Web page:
Date of Award
Doctor of Philosophy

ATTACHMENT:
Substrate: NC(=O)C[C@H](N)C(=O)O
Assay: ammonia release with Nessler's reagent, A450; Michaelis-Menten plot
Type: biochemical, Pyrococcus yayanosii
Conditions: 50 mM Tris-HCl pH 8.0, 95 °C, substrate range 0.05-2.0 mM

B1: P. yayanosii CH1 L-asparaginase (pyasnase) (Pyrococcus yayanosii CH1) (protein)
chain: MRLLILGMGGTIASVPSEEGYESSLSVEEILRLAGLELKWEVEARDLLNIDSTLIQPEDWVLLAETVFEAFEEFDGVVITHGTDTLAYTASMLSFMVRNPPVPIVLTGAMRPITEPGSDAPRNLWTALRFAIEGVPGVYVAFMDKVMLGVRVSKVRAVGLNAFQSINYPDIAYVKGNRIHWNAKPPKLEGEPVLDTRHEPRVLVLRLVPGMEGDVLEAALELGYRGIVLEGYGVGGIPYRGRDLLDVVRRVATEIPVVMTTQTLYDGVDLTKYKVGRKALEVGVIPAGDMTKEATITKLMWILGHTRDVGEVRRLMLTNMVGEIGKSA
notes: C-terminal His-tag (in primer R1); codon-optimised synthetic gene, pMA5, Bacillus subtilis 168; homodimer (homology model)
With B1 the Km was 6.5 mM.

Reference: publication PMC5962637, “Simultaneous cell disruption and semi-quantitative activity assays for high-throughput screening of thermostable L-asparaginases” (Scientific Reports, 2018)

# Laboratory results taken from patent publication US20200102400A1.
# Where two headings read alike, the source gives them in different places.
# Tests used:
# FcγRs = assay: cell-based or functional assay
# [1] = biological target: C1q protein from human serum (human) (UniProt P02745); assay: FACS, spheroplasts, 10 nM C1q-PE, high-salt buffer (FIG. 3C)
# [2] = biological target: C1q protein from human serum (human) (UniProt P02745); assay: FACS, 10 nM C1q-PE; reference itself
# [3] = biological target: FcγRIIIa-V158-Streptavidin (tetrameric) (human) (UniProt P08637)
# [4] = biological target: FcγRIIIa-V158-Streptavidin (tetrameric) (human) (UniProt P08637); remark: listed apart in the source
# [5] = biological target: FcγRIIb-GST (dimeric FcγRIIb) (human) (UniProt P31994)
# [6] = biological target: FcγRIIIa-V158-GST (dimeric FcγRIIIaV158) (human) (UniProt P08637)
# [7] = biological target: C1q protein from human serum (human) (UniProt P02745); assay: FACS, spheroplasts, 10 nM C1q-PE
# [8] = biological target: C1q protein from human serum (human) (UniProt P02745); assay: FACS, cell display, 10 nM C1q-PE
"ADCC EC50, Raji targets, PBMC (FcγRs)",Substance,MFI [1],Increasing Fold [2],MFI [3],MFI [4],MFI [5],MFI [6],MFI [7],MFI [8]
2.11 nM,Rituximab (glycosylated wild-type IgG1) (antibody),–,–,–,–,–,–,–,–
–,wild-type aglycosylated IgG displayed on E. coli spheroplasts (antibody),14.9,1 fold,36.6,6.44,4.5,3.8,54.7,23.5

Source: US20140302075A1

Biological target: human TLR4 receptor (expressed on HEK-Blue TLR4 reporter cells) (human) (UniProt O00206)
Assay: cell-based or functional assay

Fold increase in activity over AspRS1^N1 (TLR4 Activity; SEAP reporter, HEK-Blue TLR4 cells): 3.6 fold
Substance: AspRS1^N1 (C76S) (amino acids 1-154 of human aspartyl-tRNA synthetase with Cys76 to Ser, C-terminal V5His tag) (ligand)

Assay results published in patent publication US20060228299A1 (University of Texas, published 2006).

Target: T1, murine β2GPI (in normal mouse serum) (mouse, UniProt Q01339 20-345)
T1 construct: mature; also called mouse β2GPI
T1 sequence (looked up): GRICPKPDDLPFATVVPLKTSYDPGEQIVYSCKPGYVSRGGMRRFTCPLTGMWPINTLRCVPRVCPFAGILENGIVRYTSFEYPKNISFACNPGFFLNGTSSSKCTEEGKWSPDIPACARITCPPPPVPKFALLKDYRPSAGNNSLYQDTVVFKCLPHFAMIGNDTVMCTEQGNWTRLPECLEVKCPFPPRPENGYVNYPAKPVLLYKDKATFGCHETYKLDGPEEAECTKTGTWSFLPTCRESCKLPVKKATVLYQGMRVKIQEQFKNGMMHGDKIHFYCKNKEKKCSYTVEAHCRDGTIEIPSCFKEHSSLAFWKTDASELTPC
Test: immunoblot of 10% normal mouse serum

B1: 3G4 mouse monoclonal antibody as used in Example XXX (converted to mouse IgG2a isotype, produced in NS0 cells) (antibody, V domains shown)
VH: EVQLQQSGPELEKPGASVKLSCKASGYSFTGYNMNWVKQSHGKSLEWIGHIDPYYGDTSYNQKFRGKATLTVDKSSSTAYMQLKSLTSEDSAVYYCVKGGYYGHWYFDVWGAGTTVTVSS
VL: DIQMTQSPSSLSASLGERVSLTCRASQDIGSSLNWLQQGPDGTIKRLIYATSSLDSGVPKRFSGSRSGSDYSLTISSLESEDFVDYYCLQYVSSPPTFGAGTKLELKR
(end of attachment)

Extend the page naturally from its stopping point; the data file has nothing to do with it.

Sundown towns are communities with a history of excluding African Americans and that are predominantly White on purpose. Although sundown towns have inevitably changed over time, a number of them continue to be alarmingly White, and their reputations continue to persist. Sundown towns are widespread across the U.S. and despite their prevalence, very little research exists on the topic. Furthermore, sundown towns were largely maintained through oral tradition. In this dissertation, I explore oral history interviews with community residents about the history of sundown towns in southern Illinois. Based on over two years of fieldwork, I examine how community narratives construct present realities of sundown towns in new and nuanced ways. I am also interested in how these narratives function. I argue that race is central to investigating the history of sundown towns and use performance as an analytical tool to understand racial dimensions in community members' stories. I examine how everyday community narratives reveal racialized performances and construct current manifestations of sundown towns. I further examine the process of translating these narratives into a staged performance. Ultimately, I argue that exploring everyday community narratives from the field to the stage allows a heuristic view of the living history of sundown towns. My approach to this study is deeply informed by critical performance ethnography and Critical Race Theory. These methods work together as modes of inquiry that enable analysis of community narratives as well as my role as a researcher, with the aspiration of social change. I enter this research with the agenda to deconstruct racist structures and add to social justice discourses. In this dissertation, I strive to create space for dialogue about sundown towns, race, and racism with various audiences and create possibilities for disrupting this history.
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